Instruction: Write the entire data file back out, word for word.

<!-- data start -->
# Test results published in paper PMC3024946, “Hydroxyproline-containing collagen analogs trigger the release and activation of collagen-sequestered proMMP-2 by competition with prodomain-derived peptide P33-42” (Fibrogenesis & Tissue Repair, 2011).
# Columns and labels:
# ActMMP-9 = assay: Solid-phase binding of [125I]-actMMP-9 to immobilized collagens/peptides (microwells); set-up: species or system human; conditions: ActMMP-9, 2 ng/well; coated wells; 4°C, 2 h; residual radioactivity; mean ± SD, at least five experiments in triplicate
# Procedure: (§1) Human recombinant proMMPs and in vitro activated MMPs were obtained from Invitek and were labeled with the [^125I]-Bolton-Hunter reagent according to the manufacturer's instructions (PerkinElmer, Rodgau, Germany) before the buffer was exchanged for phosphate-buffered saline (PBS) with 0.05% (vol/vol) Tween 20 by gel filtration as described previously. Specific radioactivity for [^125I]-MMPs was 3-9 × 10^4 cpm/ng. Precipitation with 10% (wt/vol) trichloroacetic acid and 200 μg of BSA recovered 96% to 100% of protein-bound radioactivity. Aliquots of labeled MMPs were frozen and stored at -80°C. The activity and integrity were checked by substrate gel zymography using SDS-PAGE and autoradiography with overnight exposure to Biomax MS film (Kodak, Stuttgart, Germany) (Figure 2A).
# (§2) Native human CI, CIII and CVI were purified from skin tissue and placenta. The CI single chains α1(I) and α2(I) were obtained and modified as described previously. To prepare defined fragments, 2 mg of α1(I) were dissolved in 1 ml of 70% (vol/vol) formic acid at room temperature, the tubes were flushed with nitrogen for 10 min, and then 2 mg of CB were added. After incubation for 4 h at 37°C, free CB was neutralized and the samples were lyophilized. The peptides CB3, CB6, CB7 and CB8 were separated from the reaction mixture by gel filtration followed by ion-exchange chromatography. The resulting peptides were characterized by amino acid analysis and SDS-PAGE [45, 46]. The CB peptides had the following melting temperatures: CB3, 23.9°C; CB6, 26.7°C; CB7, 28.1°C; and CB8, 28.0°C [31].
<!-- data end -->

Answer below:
# Test results published in paper PMC3024946, “Hydroxyproline-containing collagen analogs trigger the release and activation of collagen-sequestered proMMP-2 by competition with prodomain-derived peptide P33-42” (Fibrogenesis & Tissue Repair, 2011).
# Columns and labels:
# ActMMP-9 = assay: Solid-phase binding of [125I]-actMMP-9 to immobilized collagens/peptides (microwells); set-up: species or system human; conditions: ActMMP-9, 2 ng/well; coated wells; 4°C, 2 h; residual radioactivity; mean ± SD, at least five experiments in triplicate
# Procedure: (§1) Human recombinant proMMPs and in vitro activated MMPs were obtained from Invitek and were labeled with the [^125I]-Bolton-Hunter reagent according to the manufacturer's instructions (PerkinElmer, Rodgau, Germany) before the buffer was exchanged for phosphate-buffered saline (PBS) with 0.05% (vol/vol) Tween 20 by gel filtration as described previously. Specific radioactivity for [^125I]-MMPs was 3-9 × 10^4 cpm/ng. Precipitation with 10% (wt/vol) trichloroacetic acid and 200 μg of BSA recovered 96% to 100% of protein-bound radioactivity. Aliquots of labeled MMPs were frozen and stored at -80°C. The activity and integrity were checked by substrate gel zymography using SDS-PAGE and autoradiography with overnight exposure to Biomax MS film (Kodak, Stuttgart, Germany) (Figure 2A).
# (§2) Native human CI, CIII and CVI were purified from skin tissue and placenta. The CI single chains α1(I) and α2(I) were obtained and modified as described previously. To prepare defined fragments, 2 mg of α1(I) were dissolved in 1 ml of 70% (vol/vol) formic acid at room temperature, the tubes were flushed with nitrogen for 10 min, and then 2 mg of CB were added. After incubation for 4 h at 37°C, free CB was neutralized and the samples were lyophilized. The peptides CB3, CB6, CB7 and CB8 were separated from the reaction mixture by gel filtration followed by ion-exchange chromatography. The resulting peptides were characterized by amino acid analysis and SDS-PAGE [45, 46]. The CB peptides had the following melting temperatures: CB3, 23.9°C; CB6, 26.7°C; CB7, 28.1°C; and CB8, 28.0°C [31].